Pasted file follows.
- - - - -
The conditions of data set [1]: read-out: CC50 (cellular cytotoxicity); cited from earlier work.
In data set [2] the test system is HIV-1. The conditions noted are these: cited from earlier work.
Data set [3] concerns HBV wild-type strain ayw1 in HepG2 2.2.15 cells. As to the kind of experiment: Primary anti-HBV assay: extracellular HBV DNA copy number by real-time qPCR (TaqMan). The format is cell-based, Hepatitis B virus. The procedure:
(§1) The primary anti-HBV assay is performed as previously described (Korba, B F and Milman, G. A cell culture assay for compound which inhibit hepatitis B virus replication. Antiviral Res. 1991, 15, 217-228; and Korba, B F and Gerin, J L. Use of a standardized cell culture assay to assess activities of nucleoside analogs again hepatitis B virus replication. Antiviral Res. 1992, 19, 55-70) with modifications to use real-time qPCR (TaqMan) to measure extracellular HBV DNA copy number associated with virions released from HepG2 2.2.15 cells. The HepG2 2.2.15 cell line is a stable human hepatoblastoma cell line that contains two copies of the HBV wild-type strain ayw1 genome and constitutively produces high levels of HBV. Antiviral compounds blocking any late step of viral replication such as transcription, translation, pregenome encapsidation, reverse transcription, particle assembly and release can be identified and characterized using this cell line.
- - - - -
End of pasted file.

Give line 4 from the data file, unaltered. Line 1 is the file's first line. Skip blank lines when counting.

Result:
(§1) The primary anti-HBV assay is performed as previously described (Korba, B F and Milman, G. A cell culture assay for compound which inhibit hepatitis B virus replication. Antiviral Res. 1991, 15, 217-228; and Korba, B F and Gerin, J L. Use of a standardized cell culture assay to assess activities of nucleoside analogs again hepatitis B virus replication. Antiviral Res. 1992, 19, 55-70) with modifications to use real-time qPCR (TaqMan) to measure extracellular HBV DNA copy number associated with virions released from HepG2 2.2.15 cells. The HepG2 2.2.15 cell line is a stable human hepatoblastoma cell line that contains two copies of the HBV wild-type strain ayw1 genome and constitutively produces high levels of HBV. Antiviral compounds blocking any late step of viral replication such as transcription, translation, pregenome encapsidation, reverse transcription, particle assembly and release can be identified and characterized using this cell line.